Internationally renowned business philosopher Jim Rohn says, “We want to set the goals that our heart conceives, that our mind believes and that our bodies will carry out.” We are intelligent beings and as intelligent beings we need to have SMART goals. The acronym S.M.A.R.T. outlines the set of criteria that your goal must follow in order for it to be a well-focused and achievable goal. That set of criteria is:

Specific: Do you know exactly what you want to accomplish with all the details?

Measurable: Are you able to assess your progress?

Attainable: Is your goal within your reach given your current situation?

Relevant: Is your goal relevant towards your purpose in life?

Time-Sensitive: What is the deadline for completing your goal?

Create Specific Goals

Jack Canfield in his book, The Success Principles, states that “Vague goals produce vague results.” There is no place in your life for vague goals. Your subconscious mind will fulfill whatever it focuses on and if your goals are ambiguous or incomplete, then you will achieve results that are also ambiguous or incomplete. You want to make your goal as detailed as possible in order to achieve the specific results that you desire. A specific goal is one that is clearly defined in such a way that anyone could come by and understand what you intend to accomplish. Your goal should contain a detailed description of what you want to accomplish; when you want to accomplish it by; and the action(s) you will take to accomplish it.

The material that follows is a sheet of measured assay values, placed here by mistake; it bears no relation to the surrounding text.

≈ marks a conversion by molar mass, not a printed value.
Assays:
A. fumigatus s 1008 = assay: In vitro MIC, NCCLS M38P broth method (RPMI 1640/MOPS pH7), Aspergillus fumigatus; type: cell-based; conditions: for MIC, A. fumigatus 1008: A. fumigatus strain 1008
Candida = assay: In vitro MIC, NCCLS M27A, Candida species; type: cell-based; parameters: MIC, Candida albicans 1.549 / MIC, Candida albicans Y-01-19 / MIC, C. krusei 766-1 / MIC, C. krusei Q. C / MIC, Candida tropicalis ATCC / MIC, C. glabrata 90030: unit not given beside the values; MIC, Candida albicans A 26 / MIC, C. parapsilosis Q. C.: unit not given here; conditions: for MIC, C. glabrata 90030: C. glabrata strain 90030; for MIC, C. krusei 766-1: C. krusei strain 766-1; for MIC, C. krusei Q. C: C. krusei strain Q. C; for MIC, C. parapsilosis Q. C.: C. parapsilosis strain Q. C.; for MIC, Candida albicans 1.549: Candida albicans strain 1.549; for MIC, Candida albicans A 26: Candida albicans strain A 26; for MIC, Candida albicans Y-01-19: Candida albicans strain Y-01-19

Bad example: “I want to write a book.”

Good example: “I want to write a book on time management that is at least 200 pages in length and have it done by December 16th. I’ll commit myself to writing at least 2 pages every workday until I reach completion.”

Create Measurable Goals

Always set goals that are measurable in some way. You need to establish a measuring stick for assessing the progress towards your goals because if you can’t measure it, you can’t manage it. A good measurable goal will be one where anyone can come up to you at the deadline and, by viewing the results, determine whether or not you have completed your goal. You also want to be able to see the progressive changes that you make on your goal so that you can judge whether or not you are reaching the completion of your goal. Select a standard unit of measurement that will enable you to see exactly how far you have come from the start of your goal and how far away from the completion of the goal you are.

Bad example: “I want to be rich.”

Good example: “I want to generate $100,000 in passive income within 5 years from this date.”

Create Attainable Goals

Having high goals that stretch you is important, but you need to also need to create goals that are realistic for your situation and skill level. Many people unfortunately set their goals and dreams so high that they are just not very realistic and, as a result, they never seem to reach their dreams in life. Creating goals that are not attainable is very disempowering and will only serve to demotivate you in life. Remember to set high goals, but be realistic about your goals. On the same note, goals that are too easily accomplished do not stretch you or make you grow as a person because they are not challenging enough. You will want to find that right mix of goal that is challenging, but not extreme.